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News Briefs I

Supreme Court Ruling Weakens Voting Rights Act Implementation

Los Angeles Times

The Supreme Court made it slightly harder Monday for the Justice Department to block changes in electoral districts that could reduce the political clout of African-Americans and other minorities.

Interpreting the Voting Rights of 1965, the court said the law empowers federal civil rights officials to "freeze" proposed changes only when it is clear they will cut back on the number of minority representatives.

A plan that may unfairly dilute the voting clout of a minority community can be challenged later, but not blocked in advance, the court said on a 7-2 vote.

The case from a rural Louisiana school board clarifies one provision of the 1965 law. A special provision known as Section 5 was added to prevent cities, counties, school boards and other government bodies throughout the South from switching their voting "standards, practices or procedures" so as to hurt minorities.

Marxists Demonstrate Their Importance to Italian Government

Los Angeles Times

Italy's center-left government, struggling to reform the welfare state and qualify for European monetary union, got a troubling reminder from voters Monday of its dependence on a minority party of diehard Marxists opposed to deep cuts in social spending.

Sunday's runoff elections for 77 mayors and five provincial leaders completed the first test of voter support for Prime Minister Romano Prodi's government since it took office in April 1996 and made Italy's entry into the single-currency club its top priority.

Returns Monday suggested a draw between Prodi's Olive Tree coalition and the right-wing opposition Freedom Alliance, each winning in four of the biggest cities up for grabs.

But outcomes in Milan and Turin, twin industrial centers of the north, underscored the small Refounded Communist Party's ability to spell the difference.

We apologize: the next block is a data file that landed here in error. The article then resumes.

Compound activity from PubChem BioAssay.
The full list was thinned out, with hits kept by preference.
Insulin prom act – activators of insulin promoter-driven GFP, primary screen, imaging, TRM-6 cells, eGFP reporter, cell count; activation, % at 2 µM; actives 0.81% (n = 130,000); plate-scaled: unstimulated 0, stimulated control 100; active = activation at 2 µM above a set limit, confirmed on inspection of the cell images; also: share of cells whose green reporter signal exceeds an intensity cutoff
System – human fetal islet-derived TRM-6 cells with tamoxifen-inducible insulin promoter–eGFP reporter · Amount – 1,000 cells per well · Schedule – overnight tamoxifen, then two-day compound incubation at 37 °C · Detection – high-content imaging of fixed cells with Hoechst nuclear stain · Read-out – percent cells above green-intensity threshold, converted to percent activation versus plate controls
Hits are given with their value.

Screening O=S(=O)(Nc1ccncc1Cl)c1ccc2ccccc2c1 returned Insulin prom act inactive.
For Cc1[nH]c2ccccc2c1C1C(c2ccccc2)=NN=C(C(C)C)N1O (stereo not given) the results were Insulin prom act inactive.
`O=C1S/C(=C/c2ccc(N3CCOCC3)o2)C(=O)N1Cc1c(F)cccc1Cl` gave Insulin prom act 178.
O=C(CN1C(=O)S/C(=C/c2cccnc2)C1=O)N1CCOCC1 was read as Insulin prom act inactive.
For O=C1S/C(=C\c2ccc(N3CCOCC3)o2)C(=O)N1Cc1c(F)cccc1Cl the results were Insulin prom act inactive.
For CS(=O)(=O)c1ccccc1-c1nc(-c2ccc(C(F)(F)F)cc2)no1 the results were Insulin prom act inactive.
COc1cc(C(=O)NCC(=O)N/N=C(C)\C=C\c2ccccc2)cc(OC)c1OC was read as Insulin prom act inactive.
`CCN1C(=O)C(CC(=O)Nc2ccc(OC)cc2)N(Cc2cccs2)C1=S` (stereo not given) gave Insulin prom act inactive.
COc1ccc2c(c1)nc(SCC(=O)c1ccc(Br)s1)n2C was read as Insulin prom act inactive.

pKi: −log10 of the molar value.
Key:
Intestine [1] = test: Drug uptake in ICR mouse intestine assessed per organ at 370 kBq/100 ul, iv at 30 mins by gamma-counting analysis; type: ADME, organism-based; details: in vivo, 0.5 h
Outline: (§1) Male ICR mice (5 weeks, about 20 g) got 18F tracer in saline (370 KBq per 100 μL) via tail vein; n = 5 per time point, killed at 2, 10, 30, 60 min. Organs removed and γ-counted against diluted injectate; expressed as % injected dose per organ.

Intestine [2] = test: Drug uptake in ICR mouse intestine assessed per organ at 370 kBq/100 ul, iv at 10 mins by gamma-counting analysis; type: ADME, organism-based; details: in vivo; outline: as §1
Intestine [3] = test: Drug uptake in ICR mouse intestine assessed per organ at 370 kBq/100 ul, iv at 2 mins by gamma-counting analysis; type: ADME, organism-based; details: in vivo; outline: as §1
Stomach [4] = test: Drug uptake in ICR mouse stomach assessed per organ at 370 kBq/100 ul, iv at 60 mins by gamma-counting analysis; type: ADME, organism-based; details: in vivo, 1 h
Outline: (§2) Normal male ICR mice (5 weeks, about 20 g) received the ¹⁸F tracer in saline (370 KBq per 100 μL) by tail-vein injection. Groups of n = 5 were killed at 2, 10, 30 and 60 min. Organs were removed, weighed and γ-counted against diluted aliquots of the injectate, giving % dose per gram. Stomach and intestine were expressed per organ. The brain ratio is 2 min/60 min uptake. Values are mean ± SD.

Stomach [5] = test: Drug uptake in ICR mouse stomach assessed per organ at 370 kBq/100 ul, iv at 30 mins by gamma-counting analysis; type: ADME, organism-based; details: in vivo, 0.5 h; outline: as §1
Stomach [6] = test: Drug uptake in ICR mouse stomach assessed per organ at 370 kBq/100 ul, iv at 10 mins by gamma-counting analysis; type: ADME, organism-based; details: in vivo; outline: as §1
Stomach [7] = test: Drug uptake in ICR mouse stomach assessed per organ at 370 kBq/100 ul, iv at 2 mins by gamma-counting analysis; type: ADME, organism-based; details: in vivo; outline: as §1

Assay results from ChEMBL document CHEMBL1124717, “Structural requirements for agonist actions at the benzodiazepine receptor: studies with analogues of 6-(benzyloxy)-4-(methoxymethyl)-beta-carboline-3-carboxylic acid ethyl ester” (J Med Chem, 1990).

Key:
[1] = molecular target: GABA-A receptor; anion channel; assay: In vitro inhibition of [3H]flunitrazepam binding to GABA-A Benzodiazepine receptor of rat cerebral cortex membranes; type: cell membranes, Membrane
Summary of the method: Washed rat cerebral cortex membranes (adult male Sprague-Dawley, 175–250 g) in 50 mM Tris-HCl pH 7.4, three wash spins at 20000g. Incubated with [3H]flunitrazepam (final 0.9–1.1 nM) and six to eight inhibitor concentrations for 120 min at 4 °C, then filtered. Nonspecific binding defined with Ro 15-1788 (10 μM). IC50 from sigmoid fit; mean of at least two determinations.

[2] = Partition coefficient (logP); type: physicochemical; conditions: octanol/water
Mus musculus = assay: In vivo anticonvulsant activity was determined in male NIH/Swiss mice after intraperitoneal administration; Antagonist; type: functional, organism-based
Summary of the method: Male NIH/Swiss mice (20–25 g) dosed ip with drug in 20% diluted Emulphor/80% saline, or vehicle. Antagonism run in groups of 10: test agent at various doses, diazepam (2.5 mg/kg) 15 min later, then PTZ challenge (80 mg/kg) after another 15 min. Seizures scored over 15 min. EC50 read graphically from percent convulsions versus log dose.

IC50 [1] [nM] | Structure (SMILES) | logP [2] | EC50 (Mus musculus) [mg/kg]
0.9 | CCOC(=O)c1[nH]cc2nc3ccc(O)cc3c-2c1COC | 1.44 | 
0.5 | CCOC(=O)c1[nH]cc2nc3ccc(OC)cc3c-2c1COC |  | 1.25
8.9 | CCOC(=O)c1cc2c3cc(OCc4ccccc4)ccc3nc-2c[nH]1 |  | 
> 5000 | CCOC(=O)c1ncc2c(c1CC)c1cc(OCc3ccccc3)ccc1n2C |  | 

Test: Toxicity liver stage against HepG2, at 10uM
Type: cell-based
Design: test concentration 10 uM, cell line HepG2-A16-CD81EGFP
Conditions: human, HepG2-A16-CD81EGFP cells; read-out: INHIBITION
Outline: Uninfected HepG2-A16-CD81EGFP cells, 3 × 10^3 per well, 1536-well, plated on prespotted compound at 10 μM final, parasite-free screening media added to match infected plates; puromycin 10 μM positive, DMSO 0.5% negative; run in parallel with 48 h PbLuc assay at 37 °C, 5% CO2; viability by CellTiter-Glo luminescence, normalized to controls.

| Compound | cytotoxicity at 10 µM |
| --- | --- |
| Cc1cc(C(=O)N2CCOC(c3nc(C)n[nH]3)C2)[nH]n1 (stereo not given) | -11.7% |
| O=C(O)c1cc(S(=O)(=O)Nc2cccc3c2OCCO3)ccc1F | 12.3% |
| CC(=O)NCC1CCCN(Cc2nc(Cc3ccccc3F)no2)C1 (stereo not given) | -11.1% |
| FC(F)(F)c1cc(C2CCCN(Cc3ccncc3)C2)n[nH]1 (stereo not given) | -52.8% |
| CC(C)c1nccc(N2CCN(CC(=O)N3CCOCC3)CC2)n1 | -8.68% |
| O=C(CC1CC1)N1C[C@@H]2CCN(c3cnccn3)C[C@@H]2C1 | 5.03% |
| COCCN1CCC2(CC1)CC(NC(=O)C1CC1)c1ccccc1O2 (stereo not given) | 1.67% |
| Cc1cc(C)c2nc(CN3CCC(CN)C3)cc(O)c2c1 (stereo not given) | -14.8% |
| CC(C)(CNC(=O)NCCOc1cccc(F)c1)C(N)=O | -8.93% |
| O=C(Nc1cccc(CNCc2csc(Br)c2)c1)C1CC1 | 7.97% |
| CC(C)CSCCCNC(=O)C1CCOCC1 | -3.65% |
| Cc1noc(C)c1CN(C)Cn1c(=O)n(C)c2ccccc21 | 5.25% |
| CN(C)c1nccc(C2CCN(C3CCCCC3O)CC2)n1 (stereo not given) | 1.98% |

Turin's mildly leftist mayor, Valentino Castellani, had finished far behind his Freedom Alliance rival in first round voting April 27, but he won re-election by less than a 1 percent margin Sunday after seeking and winning the Refounded Communists' endorsement.

The Olive Tree candidate in Milan, Aldo Fumagalli, refused to court the hard-left party and lost to Gabriele Albertini of the Freedom Alliance in a race between businessmen to manage Italy's financial capital. The winner got 53 percent of the vote.

The Refounded Communists had won 8 percent of the first-round vote in Milan and 10 percent in Turin, prompting party leader Fausto Bertinotti to warn that Olive Tree candidates there faced "suicide" in the runoffs without his blessing. Bertinotti said Sunday's returns proved his party is indispensable to the ruling coalition.

Researchers Link Protein To Cause of Mental Retardation


Researchers have pinpointed the precise brain damage that results in Fragile X Syndrome, the most common genetic cause of mental retardation. The finding could ultimately lead to a way to correct the genetic defect, scientists say.

William Greenough, a professor of psychology at the University of Illinois, found that the protein missing in people with Fragile X Syndrome is necessary for brain cells to communicate with one another.

Specifically, the protein is crucial for normal chemical functioning at synapses, the junctions where brain cells meet and exchange signals. Without this protein, people may not be able to process information correctly, Greenough said.

The study was published in this month's Proceedings of the National Academy of Sciences.